Julimar could be the next Kambalda: Dorsch

Chalice Mining managing director Alex Dorsch says the Julimar Complex could be the world’s next great nickel province (reports MiningNews).
9th June 2022

Speaking at Resources Rising Stars on the Gold Coast yesterday, Dorsch noted that the Kambalda nickel district started with just one discovery, but 25 million tonnes of nickel had been discovered in Kalgoorlie-Kurnalpi nickel province since 1965.

"We're aiming to replicate exactly that journey on the western side of the Yilgarn," he said.

"We see hundreds of potential Gonneville-like discoveries that could be made on this belt."

The 1200km-long western margin of the Yilgarn craton is almost entirely unexplored.

Chalice holds 8000sq.km of ground in the region.

The globally significant Gonneville deposit has put the region on the map.

Gonneville has a resource of 330 million tonnes at 0.94 grams per tonne palladium, platinum and gold (3E), 0.16% nickel, 0.1% copper and 0.016% cobalt, or 0.58% nickel equivalent containing 10 million ounces of 3E, 530,000 tonnes of nickel, 330,000t of copper and 53,000t of cobalt.

A resource update is due in early July.

"There's a lot more to go at Gonneville and a lot more to go in this intrusive complex," Dorsch said.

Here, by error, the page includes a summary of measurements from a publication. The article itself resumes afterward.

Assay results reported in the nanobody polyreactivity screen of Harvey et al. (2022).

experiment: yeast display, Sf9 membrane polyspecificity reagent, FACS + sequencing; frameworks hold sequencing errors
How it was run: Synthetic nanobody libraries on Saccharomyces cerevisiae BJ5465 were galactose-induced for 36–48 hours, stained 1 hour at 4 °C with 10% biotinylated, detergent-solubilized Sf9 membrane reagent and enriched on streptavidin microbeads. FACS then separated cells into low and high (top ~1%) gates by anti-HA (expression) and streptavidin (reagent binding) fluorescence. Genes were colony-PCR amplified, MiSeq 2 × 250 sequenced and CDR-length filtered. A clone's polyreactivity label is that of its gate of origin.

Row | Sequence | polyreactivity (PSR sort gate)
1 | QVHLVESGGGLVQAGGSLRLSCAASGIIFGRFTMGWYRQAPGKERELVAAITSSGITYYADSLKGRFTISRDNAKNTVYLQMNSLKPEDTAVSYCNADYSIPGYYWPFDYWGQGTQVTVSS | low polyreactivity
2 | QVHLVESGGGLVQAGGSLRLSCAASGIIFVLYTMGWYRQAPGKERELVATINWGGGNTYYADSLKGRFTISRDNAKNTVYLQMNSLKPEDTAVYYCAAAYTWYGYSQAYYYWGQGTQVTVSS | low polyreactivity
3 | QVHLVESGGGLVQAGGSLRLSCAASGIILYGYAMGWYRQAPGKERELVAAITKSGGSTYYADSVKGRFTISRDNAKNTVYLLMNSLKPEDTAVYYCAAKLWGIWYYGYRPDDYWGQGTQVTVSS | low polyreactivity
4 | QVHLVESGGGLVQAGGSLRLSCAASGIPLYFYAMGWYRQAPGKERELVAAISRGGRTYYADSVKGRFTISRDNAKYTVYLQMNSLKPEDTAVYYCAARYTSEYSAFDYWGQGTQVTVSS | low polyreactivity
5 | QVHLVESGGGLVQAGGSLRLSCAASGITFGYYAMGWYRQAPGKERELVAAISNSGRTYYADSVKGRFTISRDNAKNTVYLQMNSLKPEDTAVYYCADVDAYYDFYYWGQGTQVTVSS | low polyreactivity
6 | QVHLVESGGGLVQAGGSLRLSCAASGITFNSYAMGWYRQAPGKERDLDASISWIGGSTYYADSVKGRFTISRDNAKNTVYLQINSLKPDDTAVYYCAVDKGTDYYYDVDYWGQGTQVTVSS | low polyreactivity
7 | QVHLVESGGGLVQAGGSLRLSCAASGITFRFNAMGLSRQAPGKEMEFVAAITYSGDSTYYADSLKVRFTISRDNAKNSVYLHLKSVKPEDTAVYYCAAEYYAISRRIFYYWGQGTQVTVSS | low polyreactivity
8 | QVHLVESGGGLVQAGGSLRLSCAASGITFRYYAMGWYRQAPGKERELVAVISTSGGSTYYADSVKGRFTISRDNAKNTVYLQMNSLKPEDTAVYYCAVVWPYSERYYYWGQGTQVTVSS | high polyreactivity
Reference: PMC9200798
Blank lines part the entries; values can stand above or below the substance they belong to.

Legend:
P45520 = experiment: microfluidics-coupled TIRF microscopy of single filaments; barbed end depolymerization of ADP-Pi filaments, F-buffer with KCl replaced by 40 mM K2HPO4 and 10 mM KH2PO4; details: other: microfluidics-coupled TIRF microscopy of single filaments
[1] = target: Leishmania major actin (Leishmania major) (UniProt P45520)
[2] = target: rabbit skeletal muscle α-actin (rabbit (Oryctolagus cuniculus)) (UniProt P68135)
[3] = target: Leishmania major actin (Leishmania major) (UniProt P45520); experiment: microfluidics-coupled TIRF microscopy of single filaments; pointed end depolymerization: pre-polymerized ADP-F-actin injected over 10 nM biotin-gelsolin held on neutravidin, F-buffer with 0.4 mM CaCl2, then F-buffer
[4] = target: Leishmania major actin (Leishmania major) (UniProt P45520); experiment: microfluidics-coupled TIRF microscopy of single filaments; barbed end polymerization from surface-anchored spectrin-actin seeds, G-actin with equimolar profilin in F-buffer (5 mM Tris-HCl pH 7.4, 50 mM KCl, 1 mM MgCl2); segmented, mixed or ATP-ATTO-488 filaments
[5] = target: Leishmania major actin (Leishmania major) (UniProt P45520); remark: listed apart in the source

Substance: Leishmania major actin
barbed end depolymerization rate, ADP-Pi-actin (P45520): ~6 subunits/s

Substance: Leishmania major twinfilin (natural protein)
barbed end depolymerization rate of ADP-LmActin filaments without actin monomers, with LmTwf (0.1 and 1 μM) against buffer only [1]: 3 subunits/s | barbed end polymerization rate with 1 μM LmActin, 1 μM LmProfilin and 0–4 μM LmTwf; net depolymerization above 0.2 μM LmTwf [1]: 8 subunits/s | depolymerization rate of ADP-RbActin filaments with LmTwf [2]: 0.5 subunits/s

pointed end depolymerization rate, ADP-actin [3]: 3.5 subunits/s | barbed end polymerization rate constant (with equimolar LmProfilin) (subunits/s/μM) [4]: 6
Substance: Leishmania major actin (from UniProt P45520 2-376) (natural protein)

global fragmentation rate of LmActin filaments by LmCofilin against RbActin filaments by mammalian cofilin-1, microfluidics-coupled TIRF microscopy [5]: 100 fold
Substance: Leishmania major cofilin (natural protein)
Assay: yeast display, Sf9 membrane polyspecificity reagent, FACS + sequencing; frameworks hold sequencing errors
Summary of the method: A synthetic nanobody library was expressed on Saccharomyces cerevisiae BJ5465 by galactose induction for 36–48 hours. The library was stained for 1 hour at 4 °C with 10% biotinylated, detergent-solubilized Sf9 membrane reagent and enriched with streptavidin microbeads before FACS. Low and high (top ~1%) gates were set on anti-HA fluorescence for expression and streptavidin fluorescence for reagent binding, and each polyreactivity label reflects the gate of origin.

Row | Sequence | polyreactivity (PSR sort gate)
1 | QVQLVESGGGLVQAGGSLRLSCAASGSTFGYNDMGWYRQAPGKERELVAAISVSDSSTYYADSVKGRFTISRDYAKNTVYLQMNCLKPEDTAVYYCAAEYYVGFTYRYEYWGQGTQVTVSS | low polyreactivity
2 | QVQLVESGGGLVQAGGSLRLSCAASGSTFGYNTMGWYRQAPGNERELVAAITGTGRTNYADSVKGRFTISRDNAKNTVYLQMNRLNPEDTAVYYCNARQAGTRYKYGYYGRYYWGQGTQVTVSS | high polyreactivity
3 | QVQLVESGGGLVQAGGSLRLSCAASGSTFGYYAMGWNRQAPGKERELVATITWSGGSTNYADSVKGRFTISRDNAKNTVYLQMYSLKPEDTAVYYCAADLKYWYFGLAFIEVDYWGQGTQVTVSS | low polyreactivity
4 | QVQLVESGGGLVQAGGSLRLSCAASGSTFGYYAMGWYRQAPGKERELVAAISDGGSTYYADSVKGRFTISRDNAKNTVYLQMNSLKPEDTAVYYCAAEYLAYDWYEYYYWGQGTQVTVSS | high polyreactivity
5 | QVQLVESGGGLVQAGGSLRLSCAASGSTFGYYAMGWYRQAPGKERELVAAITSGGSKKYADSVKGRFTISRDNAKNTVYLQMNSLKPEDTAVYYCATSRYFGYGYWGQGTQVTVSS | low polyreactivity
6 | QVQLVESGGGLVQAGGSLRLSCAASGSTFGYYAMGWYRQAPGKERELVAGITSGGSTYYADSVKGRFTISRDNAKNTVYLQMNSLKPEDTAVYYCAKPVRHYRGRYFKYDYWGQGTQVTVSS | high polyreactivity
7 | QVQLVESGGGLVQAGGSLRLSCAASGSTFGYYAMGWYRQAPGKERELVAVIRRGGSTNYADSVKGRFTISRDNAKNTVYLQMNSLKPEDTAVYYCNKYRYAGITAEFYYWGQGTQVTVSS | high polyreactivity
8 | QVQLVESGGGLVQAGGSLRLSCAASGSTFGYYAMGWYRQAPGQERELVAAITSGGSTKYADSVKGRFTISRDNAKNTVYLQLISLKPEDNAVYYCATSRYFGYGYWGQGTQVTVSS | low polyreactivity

"We're furiously drilling this thing."

Chalice has completed about 900 holes since the initial discovery was made in March 2020.

"There's probably another 900 to go, to be honest, before we close off the mineralisation," Dorsch said.

"How big could this system get?"

Dorsch noted there was evidence of the same geology along the 30km-long Julimar Complex and other companies had hit mineralisation 50km away.

Chalice recently received approval to drill to the north of Gonneville in the Julimar State Forest.

The company had already drilled eight of 70 planned sites from existing tracks in the forest.

The holes intersected several narrow intervals of ortho-magmatic nickel-copper sulphides in mafic-ultramafic rocks, but not at economic grades.

"What it has shown is there's a live mineral system," Dorsch said.

The highest priority target is Hartog, immediately north of the Gonneville deposit, which is a circa 6.5km-long gravity-airborne electromagnetic anomaly with multiple late-time ground EM conductors, some with coincident nickel-copper-palladium anomalism in soils.

"It's a very, very tantalising proposition," Dorsch said.

Chalice is planning a six-month drilling program in the forest. It has four rigs working on the program.

"Should we get the right results here - and we're hoping we will - we'll scale up again," Dorsch said.

Chalice raised A$100 million last month for ongoing exploration and Gonneville studies.

Metallurgical test work continues as part of the upcoming scoping study.

Dorsch said there was a long way to go on the flowsheet, but the current plan was to float two concentrates.

The company has also received a $2.9 million grant from the federal government to evaluate downstream processing.

"Can we go to a mixed nickel-cobalt pre-cursor product?" Dorsch said.

"It's a big area of interest for us at the moment."

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